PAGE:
image of the island courtesy of NASA
is the largest of the Greek islands and separates the Aegean Sea from the
Mediterranean. At 152 miles from West to East and a maximum of 35 miles from
North to South it is the fifth largest island in the Med. Contained within a
total area of over 3,180 square miles are around 15,000 villages and
settlements. Being the most southerly point of Europe, lying farther South than
Tangiers, the island benefits from short mild winters and long hot summers.
The main centers of population are on the North coast of the island. From West
to East the major towns are Chania, Rethymnon, Heraklion (capital) and Agios
Nikolaos. The old towns of Chania and Rethymnon exhibit some fine examples of
The landscape consists of craggy coastline, deserted sandy beaches, forested
hills and snow-capped mountains. Mount Ida in the middle of the island rises to
8,105 feet (2,456 metres) whilst the multiple peaks of the White Mountains in
the West are just 3 metres lower. Reaching down from the White Mountains to the
South coast the Samaria Gorge, at ten miles in length, is the longest and most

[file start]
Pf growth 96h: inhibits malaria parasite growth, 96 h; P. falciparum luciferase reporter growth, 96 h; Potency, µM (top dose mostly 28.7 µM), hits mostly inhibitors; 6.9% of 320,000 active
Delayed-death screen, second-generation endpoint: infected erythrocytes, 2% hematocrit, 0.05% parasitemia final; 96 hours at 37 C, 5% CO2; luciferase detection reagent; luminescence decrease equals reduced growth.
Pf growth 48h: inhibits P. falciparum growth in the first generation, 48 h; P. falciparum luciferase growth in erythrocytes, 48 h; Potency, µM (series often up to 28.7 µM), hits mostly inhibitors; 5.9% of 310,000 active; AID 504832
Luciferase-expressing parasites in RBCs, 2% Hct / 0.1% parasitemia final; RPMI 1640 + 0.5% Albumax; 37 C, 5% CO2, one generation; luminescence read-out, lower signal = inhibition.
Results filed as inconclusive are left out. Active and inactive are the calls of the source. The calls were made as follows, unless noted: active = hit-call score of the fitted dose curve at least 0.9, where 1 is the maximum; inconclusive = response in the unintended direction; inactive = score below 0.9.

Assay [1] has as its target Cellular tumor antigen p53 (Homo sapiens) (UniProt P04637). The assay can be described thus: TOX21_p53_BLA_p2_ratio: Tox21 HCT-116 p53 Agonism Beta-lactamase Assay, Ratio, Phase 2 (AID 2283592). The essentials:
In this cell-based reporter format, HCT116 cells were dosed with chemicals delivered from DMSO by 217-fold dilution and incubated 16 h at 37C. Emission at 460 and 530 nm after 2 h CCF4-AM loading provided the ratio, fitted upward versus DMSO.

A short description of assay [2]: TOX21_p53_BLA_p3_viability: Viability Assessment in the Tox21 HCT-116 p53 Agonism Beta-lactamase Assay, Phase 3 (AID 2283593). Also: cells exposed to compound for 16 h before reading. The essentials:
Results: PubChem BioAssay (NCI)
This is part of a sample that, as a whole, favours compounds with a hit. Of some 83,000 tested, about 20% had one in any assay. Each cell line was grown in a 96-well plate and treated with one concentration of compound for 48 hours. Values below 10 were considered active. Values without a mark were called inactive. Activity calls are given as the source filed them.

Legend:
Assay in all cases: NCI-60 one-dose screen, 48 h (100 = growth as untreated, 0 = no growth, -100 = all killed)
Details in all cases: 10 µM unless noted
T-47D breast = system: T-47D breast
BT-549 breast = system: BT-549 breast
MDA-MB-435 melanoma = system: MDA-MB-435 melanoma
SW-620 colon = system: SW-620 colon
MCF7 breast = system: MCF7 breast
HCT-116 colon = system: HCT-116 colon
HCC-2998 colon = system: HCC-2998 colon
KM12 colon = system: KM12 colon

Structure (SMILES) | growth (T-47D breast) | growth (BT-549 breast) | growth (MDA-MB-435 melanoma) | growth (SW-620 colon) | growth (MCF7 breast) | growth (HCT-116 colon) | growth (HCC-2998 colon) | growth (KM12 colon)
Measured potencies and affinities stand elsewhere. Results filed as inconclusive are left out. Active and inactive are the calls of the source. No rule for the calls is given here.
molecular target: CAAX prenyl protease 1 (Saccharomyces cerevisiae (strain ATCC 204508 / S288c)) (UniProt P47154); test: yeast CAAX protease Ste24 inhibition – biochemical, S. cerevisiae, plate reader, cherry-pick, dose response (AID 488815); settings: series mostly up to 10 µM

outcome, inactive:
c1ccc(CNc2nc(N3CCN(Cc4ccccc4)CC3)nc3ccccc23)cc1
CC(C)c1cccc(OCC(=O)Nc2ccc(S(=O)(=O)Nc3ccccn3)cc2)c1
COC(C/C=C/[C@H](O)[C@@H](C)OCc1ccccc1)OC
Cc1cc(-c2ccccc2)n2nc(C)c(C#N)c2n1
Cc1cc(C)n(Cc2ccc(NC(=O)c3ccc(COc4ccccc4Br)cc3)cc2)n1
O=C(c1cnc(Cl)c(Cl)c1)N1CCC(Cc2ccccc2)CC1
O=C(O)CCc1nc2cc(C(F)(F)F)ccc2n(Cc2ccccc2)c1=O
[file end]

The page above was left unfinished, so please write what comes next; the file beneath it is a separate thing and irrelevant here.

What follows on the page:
spectacular gorge in Europe.
With a history of advanced cultures dating back well over 4,000 years, Crete has
been labelled the birthplace of civilization. Between 1900 and 1905 Sir Arthur
Evans excavated the Minoan site of Knossos, a Bronze Age settlement c. 3,000BC.
The well-preserved Palace at Knossos is the finest surviving example of Minoan
architecture. The legendary Minotaur, half man-half bull, was said to inhabit
the labyrinth below the Palace.
The rich culture and history of Crete have given birth to many great artists and
writers. Famous examples include Nikos Kazantzakis, author of 'Zorba the Greek'
and Domenikos Theotokopoulos, more commonly known as 'El Greco', the most
outstanding 16th century painter of the Spanish school.
The rugged countryside continues to inspire artists, painters and photographers
alike. In late January after a relatively short mild winter, spring bursts in to
life with a spectacular display of wild flowers. Red poppies and mustard yellow
flowers carpet the olive groves; on uncultivated ground wild anemone, tulips and
delicate orchids bloom.
Blessed with a rich fertile soil many Cretan families are virtually
self-sufficient. The combined effects of fertile soil and Mediterranean climate
ensure a constant supply of high quality natural tasting fruit and vegetables.
The locals say take care when discarding seeds, pips and stones as everything
grows so well in Crete.
If you have not yet experienced Cretan hospitality you are in for a pleasant
surprise. Relaxed and friendly, Cretans gain great pleasure from the act of
by the BBC in May 2000 © Tim Rainey